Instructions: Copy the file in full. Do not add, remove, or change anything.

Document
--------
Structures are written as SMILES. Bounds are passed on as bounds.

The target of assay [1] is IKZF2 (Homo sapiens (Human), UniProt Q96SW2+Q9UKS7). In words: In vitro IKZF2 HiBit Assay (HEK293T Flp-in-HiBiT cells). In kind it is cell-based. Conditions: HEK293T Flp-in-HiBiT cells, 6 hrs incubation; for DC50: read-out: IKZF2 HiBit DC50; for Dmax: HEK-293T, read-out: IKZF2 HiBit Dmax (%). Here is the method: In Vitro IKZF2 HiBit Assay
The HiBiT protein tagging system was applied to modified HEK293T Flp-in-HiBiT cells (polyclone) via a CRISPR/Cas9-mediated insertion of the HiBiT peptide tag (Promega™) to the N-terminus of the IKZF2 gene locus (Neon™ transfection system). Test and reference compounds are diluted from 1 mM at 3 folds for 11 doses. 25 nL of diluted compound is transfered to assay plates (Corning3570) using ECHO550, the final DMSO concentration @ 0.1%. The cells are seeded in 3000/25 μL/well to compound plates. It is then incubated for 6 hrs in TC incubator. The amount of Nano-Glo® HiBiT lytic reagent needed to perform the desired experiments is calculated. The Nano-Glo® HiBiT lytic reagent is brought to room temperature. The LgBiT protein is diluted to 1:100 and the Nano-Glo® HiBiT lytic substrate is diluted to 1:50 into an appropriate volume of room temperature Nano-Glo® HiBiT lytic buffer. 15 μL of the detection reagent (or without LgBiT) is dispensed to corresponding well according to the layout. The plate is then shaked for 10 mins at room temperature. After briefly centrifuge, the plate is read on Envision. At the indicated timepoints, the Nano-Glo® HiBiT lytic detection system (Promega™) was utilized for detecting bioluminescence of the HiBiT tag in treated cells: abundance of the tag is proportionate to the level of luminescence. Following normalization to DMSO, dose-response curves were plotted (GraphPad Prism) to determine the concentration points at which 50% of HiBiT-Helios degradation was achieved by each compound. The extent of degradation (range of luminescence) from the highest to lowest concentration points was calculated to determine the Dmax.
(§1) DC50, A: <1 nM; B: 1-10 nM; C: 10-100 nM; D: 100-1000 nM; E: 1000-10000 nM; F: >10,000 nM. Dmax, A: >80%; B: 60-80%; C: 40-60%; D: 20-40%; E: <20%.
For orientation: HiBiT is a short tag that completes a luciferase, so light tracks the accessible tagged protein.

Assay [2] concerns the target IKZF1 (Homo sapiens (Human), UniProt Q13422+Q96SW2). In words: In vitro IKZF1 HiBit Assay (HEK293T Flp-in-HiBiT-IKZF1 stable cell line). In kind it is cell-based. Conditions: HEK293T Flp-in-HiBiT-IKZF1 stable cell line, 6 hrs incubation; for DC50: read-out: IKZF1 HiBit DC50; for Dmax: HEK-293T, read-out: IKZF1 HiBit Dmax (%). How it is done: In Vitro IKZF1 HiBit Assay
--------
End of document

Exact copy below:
Structures are written as SMILES. Bounds are passed on as bounds.

The target of assay [1] is IKZF2 (Homo sapiens (Human), UniProt Q96SW2+Q9UKS7). In words: In vitro IKZF2 HiBit Assay (HEK293T Flp-in-HiBiT cells). In kind it is cell-based. Conditions: HEK293T Flp-in-HiBiT cells, 6 hrs incubation; for DC50: read-out: IKZF2 HiBit DC50; for Dmax: HEK-293T, read-out: IKZF2 HiBit Dmax (%). Here is the method: In Vitro IKZF2 HiBit Assay
The HiBiT protein tagging system was applied to modified HEK293T Flp-in-HiBiT cells (polyclone) via a CRISPR/Cas9-mediated insertion of the HiBiT peptide tag (Promega™) to the N-terminus of the IKZF2 gene locus (Neon™ transfection system). Test and reference compounds are diluted from 1 mM at 3 folds for 11 doses. 25 nL of diluted compound is transfered to assay plates (Corning3570) using ECHO550, the final DMSO concentration @ 0.1%. The cells are seeded in 3000/25 μL/well to compound plates. It is then incubated for 6 hrs in TC incubator. The amount of Nano-Glo® HiBiT lytic reagent needed to perform the desired experiments is calculated. The Nano-Glo® HiBiT lytic reagent is brought to room temperature. The LgBiT protein is diluted to 1:100 and the Nano-Glo® HiBiT lytic substrate is diluted to 1:50 into an appropriate volume of room temperature Nano-Glo® HiBiT lytic buffer. 15 μL of the detection reagent (or without LgBiT) is dispensed to corresponding well according to the layout. The plate is then shaked for 10 mins at room temperature. After briefly centrifuge, the plate is read on Envision. At the indicated timepoints, the Nano-Glo® HiBiT lytic detection system (Promega™) was utilized for detecting bioluminescence of the HiBiT tag in treated cells: abundance of the tag is proportionate to the level of luminescence. Following normalization to DMSO, dose-response curves were plotted (GraphPad Prism) to determine the concentration points at which 50% of HiBiT-Helios degradation was achieved by each compound. The extent of degradation (range of luminescence) from the highest to lowest concentration points was calculated to determine the Dmax.
(§1) DC50, A: <1 nM; B: 1-10 nM; C: 10-100 nM; D: 100-1000 nM; E: 1000-10000 nM; F: >10,000 nM. Dmax, A: >80%; B: 60-80%; C: 40-60%; D: 20-40%; E: <20%.
For orientation: HiBiT is a short tag that completes a luciferase, so light tracks the accessible tagged protein.

Assay [2] concerns the target IKZF1 (Homo sapiens (Human), UniProt Q13422+Q96SW2). In words: In vitro IKZF1 HiBit Assay (HEK293T Flp-in-HiBiT-IKZF1 stable cell line). In kind it is cell-based. Conditions: HEK293T Flp-in-HiBiT-IKZF1 stable cell line, 6 hrs incubation; for DC50: read-out: IKZF1 HiBit DC50; for Dmax: HEK-293T, read-out: IKZF1 HiBit Dmax (%). How it is done: In Vitro IKZF1 HiBit Assay